Combined property and bond mandates
Combined property and bond mandates are an interesting hybrid we introduced for some clients in the early 1990s, partly as a further diversification from equities and partly to improve the chances of better performance. Initially, these briefs were a combination of property and index linked gilts, but there is no reason why any class of bonds cannot be incorporated.
It can prove to be more difficult for specialist bond or property managers to add value within the single asset class, when compared with equity managers. This results from the characteristics of bond and property assets and the narrow nature of the mandates. However, combining the two assets in one mandate provides managers with the opportunity to out-perform, not only within the asset classes, but also from tactical asset allocation decisions.
In addition, it removes the need for trustees to make a conscious tactical asset allocation to property required by a pure property mandate. With the combined bond and property mandate, the trustees determine the strategic property allocation (ie the proportion included in the benchmark – normally accompanied by suitable control ranges). The short and medium-term tactical decisions are left to the investment managers who usually have greater expertise and day-to-day focus on markets.
The early experience of these mandates was a little mixed. The principal difficulty arose in the execution of asset allocation shifts between bonds and property. Often, managers would be able to identify opportunities for asset allocation gains, only to find that the property manager was not able to move quickly enough to make the most of such opportunities. This remains a feature where the property element is invested wholly directly. However, in recent years there have been considerable developments in indirect property (still to be really tested!). Special purpose vehicles, shared ownership and property index certificates have all combined to make indirect property investing a very much more attractive prospect than it once was. A by-product of these very welcome developments is a reduction, at least in theory, of the problems associated with asset allocation shifts in combined mandates.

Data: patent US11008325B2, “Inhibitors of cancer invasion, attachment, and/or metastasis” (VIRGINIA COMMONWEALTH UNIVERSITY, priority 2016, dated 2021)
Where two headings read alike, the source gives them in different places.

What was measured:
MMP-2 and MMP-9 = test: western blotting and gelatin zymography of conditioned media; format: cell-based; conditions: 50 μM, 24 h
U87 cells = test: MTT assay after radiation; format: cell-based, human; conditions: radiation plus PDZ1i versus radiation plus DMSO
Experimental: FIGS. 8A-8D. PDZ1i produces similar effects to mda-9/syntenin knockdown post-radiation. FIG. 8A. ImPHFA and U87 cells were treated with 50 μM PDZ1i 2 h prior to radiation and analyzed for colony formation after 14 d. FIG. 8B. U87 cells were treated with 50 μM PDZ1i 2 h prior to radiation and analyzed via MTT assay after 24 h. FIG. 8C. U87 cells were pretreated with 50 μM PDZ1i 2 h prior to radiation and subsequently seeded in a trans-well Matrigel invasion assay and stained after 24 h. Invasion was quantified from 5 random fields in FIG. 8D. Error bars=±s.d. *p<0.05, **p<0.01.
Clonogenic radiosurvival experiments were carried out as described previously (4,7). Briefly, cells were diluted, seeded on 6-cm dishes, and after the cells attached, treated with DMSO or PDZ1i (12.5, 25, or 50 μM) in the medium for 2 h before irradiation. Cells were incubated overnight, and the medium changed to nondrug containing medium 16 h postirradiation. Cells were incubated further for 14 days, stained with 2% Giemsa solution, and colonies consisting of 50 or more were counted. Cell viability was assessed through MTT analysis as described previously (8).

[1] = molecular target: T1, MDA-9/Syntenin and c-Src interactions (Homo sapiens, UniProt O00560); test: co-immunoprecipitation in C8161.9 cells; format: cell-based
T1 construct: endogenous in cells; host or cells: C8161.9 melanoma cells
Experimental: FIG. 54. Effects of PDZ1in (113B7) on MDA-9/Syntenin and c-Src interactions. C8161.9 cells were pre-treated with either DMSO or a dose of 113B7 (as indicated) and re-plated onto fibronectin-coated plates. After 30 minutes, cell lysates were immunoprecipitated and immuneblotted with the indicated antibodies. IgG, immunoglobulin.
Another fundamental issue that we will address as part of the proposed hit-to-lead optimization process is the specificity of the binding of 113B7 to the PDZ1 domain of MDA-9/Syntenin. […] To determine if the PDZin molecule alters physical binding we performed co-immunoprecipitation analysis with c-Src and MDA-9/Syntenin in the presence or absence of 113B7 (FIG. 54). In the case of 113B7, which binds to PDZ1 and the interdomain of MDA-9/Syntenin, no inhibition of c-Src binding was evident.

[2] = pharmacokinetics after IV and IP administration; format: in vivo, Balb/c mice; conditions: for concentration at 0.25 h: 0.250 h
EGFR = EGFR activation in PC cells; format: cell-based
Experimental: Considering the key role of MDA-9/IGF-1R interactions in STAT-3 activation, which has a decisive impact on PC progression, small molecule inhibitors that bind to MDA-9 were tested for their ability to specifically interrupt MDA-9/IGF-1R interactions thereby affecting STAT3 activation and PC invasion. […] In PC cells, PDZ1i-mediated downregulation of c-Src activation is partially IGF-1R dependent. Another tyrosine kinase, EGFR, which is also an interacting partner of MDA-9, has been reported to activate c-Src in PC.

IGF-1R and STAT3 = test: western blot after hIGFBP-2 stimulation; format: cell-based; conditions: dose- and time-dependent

Most of the managers that offer a combined bond and property mandate invest the indirect property element in both their own pooled funds and also with those of other managers. As well as reducing the risk by increasing the diversification in the portfolio, it improves liquidity and removes the need for the trustees themselves to make decisions on the range of property funds in which they want to invest.
Manager choice is somewhat restricted. Only a handful of managers have sufficiently good investment credentials for both bonds and property to merit inclusion on manager search short lists. The combined approach also rules out specialist managers who offer only one or the other asset class, or more generalist managers who offer both asset classes but are weaker in one than the other. This can result in very able asset managers being excluded from consideration, a reason why a combined bond and property mandate approach is not the ideal solution for all pension funds. We are also seeing the emergence of managers who specialise in managing combinations of indirect property investments for clients. These managers are only rarely found in houses that offer combined bond and property mandates.
Larger funds might combine a direct property portfolio utilising a specialist property manager with an indirect property manager running a portfolio of pooled vehicles and property instruments, operating under a combined bond and property mandate.
In this example, the asset allocator would be making the call not only between bonds and property, but also between the direct and indirect property exposure. An approach of this type, while seemingly complicated, might well offer the best of all worlds and perhaps should be the next development of this flexible approach to bond and property investing. We will be interested to see if there are any takers!
Geoff Singleton is a consultant with Hymans Robertson in Glasgow